A new study has shown that there was no significant link between teen marijuana use and the development of asthma or other health issues commonly associated with the drug.
Scientists have carried out a 20-year long study that tracked the health effects of chronic pot use in teenagers, and their findings have shocked many. According to a UPI report, the study followed a group of Pittsburgh men from their teens into their mid-30s to determine if there were any serious health effects of smoking pot during their most formative years.
According to Dr. Jordan Betchtold, a psychology fellow at the University of Pittsburgh Medical Center, the team of scientists that carried out the study were stunned by the results. Scientists found no discernible difference in any of the mental or physical health test results for heavy pot users and teenagers that chose not to use marijuana, including scans for asthma and depression.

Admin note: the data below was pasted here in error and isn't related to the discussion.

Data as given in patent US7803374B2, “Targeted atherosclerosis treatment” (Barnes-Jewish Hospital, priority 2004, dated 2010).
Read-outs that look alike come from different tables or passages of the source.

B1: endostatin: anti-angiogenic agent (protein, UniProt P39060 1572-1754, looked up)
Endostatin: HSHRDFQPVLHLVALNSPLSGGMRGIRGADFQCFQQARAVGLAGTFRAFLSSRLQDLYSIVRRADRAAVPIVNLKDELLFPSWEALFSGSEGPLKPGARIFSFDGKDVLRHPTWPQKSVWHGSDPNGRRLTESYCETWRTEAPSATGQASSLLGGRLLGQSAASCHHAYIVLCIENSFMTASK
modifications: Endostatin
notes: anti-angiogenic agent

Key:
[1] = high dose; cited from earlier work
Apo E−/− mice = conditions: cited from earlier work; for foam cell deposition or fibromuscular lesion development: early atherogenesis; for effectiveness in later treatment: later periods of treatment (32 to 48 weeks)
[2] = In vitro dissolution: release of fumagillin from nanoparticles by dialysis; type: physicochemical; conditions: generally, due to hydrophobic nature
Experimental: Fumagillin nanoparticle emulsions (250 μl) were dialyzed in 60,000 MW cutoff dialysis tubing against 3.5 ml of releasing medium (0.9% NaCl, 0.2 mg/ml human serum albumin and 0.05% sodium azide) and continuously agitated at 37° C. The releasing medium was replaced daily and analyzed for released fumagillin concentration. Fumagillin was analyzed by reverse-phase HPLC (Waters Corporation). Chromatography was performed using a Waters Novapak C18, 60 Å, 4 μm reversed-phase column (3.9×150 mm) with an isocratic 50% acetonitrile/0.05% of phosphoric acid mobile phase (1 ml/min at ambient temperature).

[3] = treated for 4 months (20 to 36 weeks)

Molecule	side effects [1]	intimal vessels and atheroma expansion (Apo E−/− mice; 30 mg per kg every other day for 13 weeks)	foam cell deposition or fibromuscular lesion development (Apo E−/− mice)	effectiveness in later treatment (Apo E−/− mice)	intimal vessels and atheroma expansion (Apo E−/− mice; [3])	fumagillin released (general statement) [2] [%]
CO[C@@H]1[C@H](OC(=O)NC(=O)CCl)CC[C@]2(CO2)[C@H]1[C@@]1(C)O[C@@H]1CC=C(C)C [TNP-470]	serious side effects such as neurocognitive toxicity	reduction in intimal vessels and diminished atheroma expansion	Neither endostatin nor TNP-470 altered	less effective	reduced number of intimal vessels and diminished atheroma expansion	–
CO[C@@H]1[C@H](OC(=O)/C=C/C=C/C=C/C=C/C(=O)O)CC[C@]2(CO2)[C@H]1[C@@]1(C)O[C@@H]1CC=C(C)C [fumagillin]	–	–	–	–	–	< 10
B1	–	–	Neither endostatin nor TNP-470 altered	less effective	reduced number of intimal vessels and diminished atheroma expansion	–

There is a wealth of research linking pot use to negative health side effects, and the recent study is one of the first to openly suggest that some of the associated risks might be overstated.
The study followed 408 participants from age 14 on in the Pittsburgh public school system. Starting in 1987, researchers wanted to produce a report on health and social problems present in the schools. Students were assessed every year for twelve years, and again when they were 36, and monitored across a wide range of health measures.
The study revealed that early heavy users smoked an average of 200 times yearly, and typically began smoking less by age 22, and that there was no difference in the incidence of asthma and other health issues between these students and the ones that did not smoke.
The study comes at a time when the marijuana debate is a hot button issue in states that have chosen to legalize the drug. The authors hope that their findings can help inform the debate, though they acknowledged that it remains a delicate subject for many.